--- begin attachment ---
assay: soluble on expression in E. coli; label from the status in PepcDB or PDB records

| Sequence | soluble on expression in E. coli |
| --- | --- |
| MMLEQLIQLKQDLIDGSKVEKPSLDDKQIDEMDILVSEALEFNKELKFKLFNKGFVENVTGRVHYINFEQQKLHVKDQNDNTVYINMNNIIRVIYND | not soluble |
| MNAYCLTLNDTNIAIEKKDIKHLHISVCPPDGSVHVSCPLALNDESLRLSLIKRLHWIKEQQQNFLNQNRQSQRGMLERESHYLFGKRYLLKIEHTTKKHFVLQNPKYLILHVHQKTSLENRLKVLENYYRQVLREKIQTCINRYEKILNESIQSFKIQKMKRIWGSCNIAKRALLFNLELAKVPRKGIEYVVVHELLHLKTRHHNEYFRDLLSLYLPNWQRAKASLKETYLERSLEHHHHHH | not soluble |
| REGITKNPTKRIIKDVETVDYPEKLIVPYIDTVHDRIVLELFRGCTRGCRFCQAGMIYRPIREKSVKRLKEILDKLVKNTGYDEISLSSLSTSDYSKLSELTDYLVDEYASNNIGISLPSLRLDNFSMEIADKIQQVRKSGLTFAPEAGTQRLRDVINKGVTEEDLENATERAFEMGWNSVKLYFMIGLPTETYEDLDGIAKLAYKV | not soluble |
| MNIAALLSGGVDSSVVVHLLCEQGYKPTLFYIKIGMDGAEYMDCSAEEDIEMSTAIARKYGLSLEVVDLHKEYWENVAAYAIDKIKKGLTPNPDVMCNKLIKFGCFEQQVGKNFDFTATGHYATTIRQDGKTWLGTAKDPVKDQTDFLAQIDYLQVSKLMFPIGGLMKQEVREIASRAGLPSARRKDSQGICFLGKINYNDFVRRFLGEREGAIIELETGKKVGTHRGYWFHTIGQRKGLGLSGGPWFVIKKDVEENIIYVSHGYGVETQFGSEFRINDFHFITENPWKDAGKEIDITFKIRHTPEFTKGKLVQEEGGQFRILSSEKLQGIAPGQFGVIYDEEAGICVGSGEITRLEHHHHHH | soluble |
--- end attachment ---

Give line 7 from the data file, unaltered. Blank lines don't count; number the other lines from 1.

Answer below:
| MNIAALLSGGVDSSVVVHLLCEQGYKPTLFYIKIGMDGAEYMDCSAEEDIEMSTAIARKYGLSLEVVDLHKEYWENVAAYAIDKIKKGLTPNPDVMCNKLIKFGCFEQQVGKNFDFTATGHYATTIRQDGKTWLGTAKDPVKDQTDFLAQIDYLQVSKLMFPIGGLMKQEVREIASRAGLPSARRKDSQGICFLGKINYNDFVRRFLGEREGAIIELETGKKVGTHRGYWFHTIGQRKGLGLSGGPWFVIKKDVEENIIYVSHGYGVETQFGSEFRINDFHFITENPWKDAGKEIDITFKIRHTPEFTKGKLVQEEGGQFRILSSEKLQGIAPGQFGVIYDEEAGICVGSGEITRLEHHHHHH | soluble |